Posted: March 15, 2016


By Celia Cohen
Grapevine Political Writer

The Democrats' congressional primary jam looks a lot like Tom Carper's fault.

Carper has been in state politics for a long time. Forty years, as a matter of fact, since his first race in 1976, long enough to win 13 times statewide, more than any other Delawarean, dead or alive.

Along the way, Carper has been the Democratic state treasurer, congressman, governor and now senator, and he has had to come up with a slew of people as aides and Cabinet members.

Three of them are part of the crowded field in the Democratic primary on Sept. 13 for the state's single congressional seat -- which, it should be noted, is enticingly available because it is being given up by John Carney, who happens to be another Carper guy, most prominently as his finance secretary, now running instead as the Democrats' candidate for governor.

"I feel bad. What was I thinking?" Carper joked.

Among the Carper congressional contingent, there is Sean Barney, a senatorial ex-staffer who already tried to follow Carper into office by running for state treasurer in 2014. There is Lisa Blunt Rochester, who went from congressional intern to labor secretary. There is Bryon Short, a state representative who worked for Carper when he was the congressman and governor.

The Democratic primary also includes Bryan Townsend, a state senator. Oh, and Mike Miller, but he is a serial candidate. The Republicans have Hans Reigle, who used to be the mayor of Wyoming, and Rose Izzo, another serial candidate.

No way should people expect Carper to sort it out for them by endorsing. Awkwaaaard.

"You know sometimes, like people try to vote more than once? I think in this case I'd like to vote at least three times. I'd get in trouble doing that," Carper said.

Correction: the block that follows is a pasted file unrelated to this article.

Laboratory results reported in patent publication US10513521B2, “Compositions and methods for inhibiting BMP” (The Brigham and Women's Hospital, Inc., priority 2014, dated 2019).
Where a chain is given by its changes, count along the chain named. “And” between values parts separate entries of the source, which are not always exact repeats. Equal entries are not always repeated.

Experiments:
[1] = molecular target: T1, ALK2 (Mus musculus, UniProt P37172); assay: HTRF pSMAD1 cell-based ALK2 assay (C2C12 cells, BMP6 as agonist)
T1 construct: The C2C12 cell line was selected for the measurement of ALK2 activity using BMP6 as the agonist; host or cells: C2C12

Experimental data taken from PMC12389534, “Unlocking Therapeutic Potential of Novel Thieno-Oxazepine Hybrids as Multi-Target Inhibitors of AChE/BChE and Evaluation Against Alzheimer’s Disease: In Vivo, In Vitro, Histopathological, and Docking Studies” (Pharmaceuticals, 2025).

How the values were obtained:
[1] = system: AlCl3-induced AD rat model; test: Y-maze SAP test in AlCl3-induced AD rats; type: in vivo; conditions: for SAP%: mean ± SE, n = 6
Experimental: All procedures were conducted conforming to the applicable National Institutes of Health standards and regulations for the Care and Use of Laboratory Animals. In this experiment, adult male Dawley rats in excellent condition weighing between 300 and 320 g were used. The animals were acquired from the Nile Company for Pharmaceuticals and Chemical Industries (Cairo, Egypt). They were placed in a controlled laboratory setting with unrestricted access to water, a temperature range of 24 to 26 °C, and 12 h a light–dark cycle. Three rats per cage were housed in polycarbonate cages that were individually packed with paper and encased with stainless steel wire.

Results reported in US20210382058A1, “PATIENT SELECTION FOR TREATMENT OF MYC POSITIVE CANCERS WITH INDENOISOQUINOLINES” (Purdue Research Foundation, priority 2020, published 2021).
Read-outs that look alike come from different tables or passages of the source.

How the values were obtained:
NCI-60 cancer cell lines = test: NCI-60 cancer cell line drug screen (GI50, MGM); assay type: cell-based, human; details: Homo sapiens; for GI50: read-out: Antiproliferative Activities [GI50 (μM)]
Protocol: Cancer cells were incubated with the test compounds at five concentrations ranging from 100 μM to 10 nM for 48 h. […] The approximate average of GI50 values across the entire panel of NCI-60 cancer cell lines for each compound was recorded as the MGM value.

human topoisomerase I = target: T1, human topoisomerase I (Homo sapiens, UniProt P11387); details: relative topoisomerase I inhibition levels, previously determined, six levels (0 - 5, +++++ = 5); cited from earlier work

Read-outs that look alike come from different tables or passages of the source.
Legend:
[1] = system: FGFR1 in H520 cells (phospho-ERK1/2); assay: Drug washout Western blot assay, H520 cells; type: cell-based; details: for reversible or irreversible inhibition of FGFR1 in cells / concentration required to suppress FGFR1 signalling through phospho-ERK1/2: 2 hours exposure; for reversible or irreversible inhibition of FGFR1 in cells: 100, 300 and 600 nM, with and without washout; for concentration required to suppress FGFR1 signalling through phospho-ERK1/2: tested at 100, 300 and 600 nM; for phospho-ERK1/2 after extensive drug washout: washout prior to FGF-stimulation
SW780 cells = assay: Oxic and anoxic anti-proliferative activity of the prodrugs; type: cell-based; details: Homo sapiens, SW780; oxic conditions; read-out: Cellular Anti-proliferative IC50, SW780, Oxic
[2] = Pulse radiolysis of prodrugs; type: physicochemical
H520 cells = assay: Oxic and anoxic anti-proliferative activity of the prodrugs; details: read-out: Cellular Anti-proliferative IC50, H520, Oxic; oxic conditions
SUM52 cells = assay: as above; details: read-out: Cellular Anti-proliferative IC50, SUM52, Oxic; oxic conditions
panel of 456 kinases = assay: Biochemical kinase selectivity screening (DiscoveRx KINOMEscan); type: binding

"It's like asking you to choose between your three favorite children. They're not children. They're wonderful adults. Any one of them who ended up in the Congress would be a real blessing to Delaware and a gift to our country."

Carper is hardly the only officeholder to be prolific with his political offspring, who could wind up after this election including the governor and a new colleague in the congressional delegation. Still, he would have to go a way to rival a lieutenant governor from 30 years ago.

That would be S.B. Woo, a Democrat who served a single term and then ran against Bill Roth, the Republican senator, in 1988. The staff for that campaign? The twenty-something versions of Jack Markell, Chris Coons and Matt Denn, or in other words, the governor, senator and attorney general. Whatever, Woo lost, anyway.

The right question to ask about a race involving so many Carper people is probably not why but what took so long?

Barney, Rochester and Short all agree it is no coincidence. As Short put it, "Carper cares very much about his staff. He wants his staff to grow and to continue to serve Delaware in bigger and perhaps more meaningful ways."

If Carper will not say which candidate he is voting for, he is nevertheless willing to offer up which one, by process of elimination, he will not be voting for.

"Pull for the home team. We're all part of Carper town," Carper said.

So, Bryan Townsend? Some other time.